Health is proving popular

shopper in fruit aisle
FDF Scotland research found 89% of adults are “actively seeking” healthier food.

CONSUMERS are increasingly seeking out healthier options according to new research from the Food & Drink Federation (FDF) Scotland.

According to FDF, 89% of Scots have “at least one health goal” and are “actively seeking” healthier food.

The research, conducted for FDF Scotland by Levercliff, looked at consumer attitudes towards health and wellbeing and what drives purchasing decisions.

Researchers also collected insights from small and medium sized food manufacturers in Scotland on their experiences making products healthier.

The report found that reformulation was rated as one of the most effective ways the food and drink industry can help tackle obesity.

FDF Scotland currently runs a Reformulation for Health programme, which is funded by the Scottish Government. The programme aims to help SME food companies make their products healthier, which can include reducing the amount of salt, sugar fat and calories; limiting portion sizes; and increasing the fibre or fruits and vegetables content.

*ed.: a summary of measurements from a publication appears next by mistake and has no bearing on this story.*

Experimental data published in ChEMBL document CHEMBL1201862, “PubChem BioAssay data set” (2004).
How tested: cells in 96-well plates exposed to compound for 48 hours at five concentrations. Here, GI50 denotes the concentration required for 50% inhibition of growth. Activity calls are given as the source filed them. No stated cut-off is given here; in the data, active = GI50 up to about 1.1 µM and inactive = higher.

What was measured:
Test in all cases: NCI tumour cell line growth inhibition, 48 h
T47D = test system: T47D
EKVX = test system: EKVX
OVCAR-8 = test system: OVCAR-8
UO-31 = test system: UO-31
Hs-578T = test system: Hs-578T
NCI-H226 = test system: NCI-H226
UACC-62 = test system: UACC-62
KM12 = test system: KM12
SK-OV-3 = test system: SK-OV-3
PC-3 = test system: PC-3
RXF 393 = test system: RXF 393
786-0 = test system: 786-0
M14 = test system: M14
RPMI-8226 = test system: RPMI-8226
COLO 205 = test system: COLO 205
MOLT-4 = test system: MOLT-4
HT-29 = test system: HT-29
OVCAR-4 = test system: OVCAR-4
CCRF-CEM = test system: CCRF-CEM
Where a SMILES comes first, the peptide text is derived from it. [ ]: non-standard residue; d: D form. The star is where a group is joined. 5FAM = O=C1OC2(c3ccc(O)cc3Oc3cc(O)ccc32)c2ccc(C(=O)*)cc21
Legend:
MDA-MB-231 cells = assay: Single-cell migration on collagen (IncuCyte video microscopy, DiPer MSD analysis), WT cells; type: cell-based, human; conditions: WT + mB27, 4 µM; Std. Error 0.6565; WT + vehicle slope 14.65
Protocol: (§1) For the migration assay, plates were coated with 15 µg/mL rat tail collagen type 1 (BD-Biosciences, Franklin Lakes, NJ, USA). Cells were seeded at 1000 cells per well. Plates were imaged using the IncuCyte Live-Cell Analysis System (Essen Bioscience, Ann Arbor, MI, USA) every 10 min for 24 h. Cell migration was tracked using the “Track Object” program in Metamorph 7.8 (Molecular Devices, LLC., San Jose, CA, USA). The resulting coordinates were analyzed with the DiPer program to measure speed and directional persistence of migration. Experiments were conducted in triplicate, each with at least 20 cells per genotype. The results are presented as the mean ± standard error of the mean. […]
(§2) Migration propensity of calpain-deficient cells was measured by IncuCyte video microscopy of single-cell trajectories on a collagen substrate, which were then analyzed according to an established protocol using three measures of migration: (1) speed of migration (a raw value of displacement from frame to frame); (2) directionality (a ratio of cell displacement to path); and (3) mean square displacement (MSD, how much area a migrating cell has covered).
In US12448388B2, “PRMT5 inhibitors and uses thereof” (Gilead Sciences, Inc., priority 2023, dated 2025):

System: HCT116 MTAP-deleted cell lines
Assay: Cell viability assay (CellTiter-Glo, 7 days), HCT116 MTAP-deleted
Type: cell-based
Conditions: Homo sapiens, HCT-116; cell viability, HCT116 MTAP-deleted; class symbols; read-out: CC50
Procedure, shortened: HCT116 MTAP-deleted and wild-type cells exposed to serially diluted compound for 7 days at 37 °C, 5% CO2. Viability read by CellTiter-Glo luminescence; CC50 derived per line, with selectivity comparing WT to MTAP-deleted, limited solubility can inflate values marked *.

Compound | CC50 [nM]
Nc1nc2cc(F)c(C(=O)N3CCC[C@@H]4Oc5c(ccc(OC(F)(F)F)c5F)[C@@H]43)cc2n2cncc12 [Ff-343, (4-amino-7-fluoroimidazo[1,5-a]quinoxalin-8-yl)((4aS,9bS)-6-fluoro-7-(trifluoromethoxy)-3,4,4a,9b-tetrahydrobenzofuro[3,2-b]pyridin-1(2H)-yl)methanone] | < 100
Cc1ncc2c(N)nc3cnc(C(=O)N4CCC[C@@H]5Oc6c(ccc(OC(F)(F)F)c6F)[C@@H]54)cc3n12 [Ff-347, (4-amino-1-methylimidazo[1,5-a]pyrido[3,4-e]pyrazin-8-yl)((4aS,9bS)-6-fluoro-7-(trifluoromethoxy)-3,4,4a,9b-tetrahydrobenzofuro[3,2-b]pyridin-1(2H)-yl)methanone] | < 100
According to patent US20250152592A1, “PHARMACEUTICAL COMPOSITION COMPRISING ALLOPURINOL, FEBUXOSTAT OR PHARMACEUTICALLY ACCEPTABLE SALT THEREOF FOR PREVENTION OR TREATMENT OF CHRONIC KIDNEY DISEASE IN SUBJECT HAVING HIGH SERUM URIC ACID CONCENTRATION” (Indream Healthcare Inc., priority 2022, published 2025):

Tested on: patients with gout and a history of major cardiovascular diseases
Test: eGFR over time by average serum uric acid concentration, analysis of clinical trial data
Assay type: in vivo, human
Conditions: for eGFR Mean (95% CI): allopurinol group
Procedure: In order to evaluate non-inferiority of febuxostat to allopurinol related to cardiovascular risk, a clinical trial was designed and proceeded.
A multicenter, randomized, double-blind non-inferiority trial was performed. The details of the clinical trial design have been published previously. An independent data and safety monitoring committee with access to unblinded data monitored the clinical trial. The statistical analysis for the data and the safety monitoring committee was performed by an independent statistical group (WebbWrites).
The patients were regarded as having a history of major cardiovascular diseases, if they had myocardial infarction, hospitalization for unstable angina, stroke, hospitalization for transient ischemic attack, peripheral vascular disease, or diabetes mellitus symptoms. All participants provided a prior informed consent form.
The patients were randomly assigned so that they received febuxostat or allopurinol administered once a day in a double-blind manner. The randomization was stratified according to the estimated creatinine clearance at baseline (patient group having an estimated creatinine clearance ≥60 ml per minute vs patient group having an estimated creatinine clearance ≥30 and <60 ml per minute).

FDF’s research found 68% of Scottish adults support the idea behind the programme and the majority of the 42 Scottish businesses that took part in the survey have already reformulated products.

Joanne Burns, reformulation for health manager at FDF Scotland said: “This research has highlighted the key challenges and barriers food businesses face when reformulating their products.

“This will help FDF Scotland to effectively tailor the support provided to food businesses, through our Reformulation for Health Programme, to allow them to meet consumer demand for healthier products and to improve the health of their local communities.”

David Craig, director at Levercliff, said: “Health is increasingly being seen by consumers as a key driver for purchasing food products. This research will support companies to better understand consumer attitudes towards reformulation and ultimately help the Scottish people to improve their diets.”